Getting Started and Connecting
Module 01: Cultural Responsiveness: Bridge the Gaps of Culture
Module 02: Deconstructing Barriers of Cultural Responsiveness
Module-03: Evaluating and Measuring Acculturative Stress
Module 04: The Culturally Responsive System (CRS): Creating a Solid Foundation
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Connections between Culture and the Brain

Historical Considerations

Additionally, in practical terms, Eurocentric education has often failed to consider the cultural relevance of educational theories, especially for learners from non-European or non-Western backgrounds, hampering their engagement, motivation, and overall learning outcomes. Moreover, this perspective has perpetuated educational inequalities by favoring the cultural norms, values, and knowledge of dominant groups, leaving marginalized or minority groups at a disadvantage. Notably, Eurocentric education overlooks the strengths and assets that diverse cultural backgrounds bring to the educational process, such as unique problem-solving methods, creative approaches, and valuable knowledge systems. In recent years, there has been a growing awareness of the necessity for culturally responsive education, an approach that acknowledges and respects the cultural backgrounds and experiences of students. Culturally responsive pedagogy and andragogy aims to create inclusive learning environments that value diverse cultural perspectives, thereby addressing the limitations of historically Eurocentric educational theories and fostering a more equitable and inclusive educational system that recognizes and celebrates the cultural diversity of learners.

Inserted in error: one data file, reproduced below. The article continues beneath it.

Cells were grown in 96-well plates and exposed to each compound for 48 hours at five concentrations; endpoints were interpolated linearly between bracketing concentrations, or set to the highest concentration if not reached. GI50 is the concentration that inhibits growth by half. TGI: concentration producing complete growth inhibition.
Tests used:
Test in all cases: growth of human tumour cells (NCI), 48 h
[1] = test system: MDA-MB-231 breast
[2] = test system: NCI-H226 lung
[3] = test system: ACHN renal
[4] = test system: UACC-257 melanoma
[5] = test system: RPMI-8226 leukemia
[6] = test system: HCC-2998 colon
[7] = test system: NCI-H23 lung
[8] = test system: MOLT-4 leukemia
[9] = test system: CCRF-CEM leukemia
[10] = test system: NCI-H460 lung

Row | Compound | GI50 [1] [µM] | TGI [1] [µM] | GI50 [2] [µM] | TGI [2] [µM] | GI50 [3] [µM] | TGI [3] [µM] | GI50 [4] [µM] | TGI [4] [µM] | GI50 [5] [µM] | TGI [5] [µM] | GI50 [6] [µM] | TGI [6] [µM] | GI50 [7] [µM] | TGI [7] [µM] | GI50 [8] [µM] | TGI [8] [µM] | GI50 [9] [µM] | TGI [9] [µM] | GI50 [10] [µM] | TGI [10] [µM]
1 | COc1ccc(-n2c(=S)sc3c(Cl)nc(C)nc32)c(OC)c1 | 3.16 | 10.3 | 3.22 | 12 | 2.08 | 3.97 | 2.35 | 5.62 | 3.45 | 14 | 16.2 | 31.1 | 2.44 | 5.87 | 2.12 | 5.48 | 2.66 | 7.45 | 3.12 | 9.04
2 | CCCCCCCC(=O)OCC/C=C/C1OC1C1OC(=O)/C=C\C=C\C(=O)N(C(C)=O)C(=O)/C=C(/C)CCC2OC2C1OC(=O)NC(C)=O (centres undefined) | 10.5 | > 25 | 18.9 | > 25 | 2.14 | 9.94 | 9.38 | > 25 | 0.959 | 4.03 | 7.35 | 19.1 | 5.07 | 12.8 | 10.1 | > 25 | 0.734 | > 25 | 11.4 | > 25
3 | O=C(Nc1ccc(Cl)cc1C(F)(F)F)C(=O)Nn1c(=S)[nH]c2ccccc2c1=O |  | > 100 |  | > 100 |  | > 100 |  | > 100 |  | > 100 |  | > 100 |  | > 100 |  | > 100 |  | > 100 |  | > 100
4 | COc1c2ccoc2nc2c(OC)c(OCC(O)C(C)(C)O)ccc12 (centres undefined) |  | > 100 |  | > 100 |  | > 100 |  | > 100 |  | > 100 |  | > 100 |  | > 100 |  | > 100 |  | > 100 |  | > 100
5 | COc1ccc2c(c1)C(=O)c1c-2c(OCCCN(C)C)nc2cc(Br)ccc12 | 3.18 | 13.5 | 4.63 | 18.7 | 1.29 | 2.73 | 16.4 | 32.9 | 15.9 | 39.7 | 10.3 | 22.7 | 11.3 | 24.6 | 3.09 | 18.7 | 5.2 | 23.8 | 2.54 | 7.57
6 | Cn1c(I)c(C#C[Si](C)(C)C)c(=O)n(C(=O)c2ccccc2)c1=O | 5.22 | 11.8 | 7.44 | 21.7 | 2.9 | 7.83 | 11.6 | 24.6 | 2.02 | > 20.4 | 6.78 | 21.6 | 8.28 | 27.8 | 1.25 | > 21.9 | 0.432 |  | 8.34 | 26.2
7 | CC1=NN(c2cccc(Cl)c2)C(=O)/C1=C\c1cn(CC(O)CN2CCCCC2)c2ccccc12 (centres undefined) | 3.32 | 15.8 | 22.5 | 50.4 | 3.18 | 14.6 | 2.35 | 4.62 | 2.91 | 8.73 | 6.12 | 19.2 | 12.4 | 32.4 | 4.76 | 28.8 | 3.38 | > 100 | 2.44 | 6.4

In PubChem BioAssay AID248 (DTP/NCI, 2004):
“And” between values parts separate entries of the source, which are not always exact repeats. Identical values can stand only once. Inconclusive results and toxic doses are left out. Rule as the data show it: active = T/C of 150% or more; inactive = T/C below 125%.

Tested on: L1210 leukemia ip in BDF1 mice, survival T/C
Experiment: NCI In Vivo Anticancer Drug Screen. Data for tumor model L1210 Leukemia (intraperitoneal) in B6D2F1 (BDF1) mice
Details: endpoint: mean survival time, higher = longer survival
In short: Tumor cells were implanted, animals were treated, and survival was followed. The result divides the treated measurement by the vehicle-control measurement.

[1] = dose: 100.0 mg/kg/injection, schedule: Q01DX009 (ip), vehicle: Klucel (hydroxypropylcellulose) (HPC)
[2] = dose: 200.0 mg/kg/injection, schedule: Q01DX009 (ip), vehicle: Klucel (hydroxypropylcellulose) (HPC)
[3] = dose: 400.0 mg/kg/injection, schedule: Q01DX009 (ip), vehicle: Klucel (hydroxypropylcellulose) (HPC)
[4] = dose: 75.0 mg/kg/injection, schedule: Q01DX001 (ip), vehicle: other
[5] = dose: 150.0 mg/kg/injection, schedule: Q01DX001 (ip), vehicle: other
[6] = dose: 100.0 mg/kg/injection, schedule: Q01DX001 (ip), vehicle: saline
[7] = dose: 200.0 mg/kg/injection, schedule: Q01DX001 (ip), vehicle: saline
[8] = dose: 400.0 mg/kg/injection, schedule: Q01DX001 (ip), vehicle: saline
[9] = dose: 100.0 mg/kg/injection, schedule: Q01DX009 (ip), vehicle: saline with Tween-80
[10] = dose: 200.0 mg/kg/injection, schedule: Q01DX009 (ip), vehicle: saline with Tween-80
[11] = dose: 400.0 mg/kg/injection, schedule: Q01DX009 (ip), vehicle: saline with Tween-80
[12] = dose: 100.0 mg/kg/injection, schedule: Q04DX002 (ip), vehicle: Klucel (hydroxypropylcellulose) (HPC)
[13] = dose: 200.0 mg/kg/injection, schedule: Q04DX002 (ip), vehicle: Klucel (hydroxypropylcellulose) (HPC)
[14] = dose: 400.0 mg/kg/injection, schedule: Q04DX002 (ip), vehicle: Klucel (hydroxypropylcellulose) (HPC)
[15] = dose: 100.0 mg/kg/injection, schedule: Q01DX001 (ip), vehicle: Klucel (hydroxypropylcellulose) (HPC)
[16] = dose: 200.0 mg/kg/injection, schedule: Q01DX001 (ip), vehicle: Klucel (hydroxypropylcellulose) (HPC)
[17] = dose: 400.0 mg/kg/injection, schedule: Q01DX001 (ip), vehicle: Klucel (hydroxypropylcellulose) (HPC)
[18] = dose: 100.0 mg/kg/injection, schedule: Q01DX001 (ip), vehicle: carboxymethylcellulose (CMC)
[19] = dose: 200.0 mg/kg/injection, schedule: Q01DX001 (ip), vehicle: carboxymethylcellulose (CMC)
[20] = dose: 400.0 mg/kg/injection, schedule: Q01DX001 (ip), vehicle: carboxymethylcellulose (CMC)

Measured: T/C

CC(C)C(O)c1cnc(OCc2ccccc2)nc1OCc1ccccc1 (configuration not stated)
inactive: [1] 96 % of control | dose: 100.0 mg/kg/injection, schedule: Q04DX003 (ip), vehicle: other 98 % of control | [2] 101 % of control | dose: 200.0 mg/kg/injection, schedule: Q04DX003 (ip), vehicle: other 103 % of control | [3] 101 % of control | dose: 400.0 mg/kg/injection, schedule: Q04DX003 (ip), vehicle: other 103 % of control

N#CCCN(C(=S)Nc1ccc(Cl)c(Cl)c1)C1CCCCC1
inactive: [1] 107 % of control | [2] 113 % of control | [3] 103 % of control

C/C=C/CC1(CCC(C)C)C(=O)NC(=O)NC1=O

What does the research say?

A synthesis of neuroscience and cultural studies, provides a deep dive into this mounting body of research, aiding educators in overcoming any cultural barriers (Kastanakis & Voyer, 2014). For example, researchers have specifically identified that culture influences perceptions of emotion, self, environment, and sensory perception. Additionally, these perceptions influence self-esteem, cognitive style memory, processing, and decision making (Kastanakis & Voyer, 2014). For a very short list of additional studies to support this notion:

  • Cultural difference shape cognition (Ji & Yap, 2016).
  • Culture shapes learning actions (Cerulo, Leschziner, & Shepherd, 2021).
  • Culture influences must be considered in collaborative settings due to social cognitions relationship with culture (Pérez-Arce, 1999).
  • Systematic reviews of cognition lack cultural variations for practice (Gutchess & Rajaram, 2023).
  • More cultural variation is needed among authors (Chin, Caputo, Lin, & Hu, 2022).  
  • “Cognitive development itself is a cultural process” (Gauvain, Beebe, & Zhao, 2011, p.121-131).

There is no question that culture and its influences has been sculpted through generations, have left a mark on our cerebral circuits. For example, students from cultures that emphasize community and group accomplishment, for example, may approach problem-solving differently from those from individual-centric nations (Arieli, 2018; Sosik & Jung, 2002). Years of social contacts and experiences that promote teamwork above individual victory have wired their brain.